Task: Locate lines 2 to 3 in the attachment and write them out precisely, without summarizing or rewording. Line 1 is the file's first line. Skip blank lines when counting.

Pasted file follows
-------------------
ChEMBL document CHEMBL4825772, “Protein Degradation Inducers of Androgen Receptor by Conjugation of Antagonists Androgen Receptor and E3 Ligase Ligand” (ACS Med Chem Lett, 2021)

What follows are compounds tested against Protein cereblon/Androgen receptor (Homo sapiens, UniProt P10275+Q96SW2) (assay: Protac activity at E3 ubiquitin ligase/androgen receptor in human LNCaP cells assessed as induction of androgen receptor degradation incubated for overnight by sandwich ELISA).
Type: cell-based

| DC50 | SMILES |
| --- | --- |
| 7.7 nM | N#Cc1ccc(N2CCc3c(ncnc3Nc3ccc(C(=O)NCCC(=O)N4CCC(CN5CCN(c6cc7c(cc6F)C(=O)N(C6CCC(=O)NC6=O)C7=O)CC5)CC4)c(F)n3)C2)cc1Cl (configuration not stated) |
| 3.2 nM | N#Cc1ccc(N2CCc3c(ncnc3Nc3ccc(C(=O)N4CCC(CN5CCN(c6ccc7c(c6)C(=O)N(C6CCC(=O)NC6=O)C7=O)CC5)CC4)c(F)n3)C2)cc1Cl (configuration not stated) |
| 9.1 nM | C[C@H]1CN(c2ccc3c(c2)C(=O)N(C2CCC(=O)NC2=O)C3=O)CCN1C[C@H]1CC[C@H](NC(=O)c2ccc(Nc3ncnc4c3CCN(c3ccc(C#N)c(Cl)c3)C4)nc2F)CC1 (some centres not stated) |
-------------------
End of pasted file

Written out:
What follows are compounds tested against Protein cereblon/Androgen receptor (Homo sapiens, UniProt P10275+Q96SW2) (assay: Protac activity at E3 ubiquitin ligase/androgen receptor in human LNCaP cells assessed as induction of androgen receptor degradation incubated for overnight by sandwich ELISA).
Type: cell-based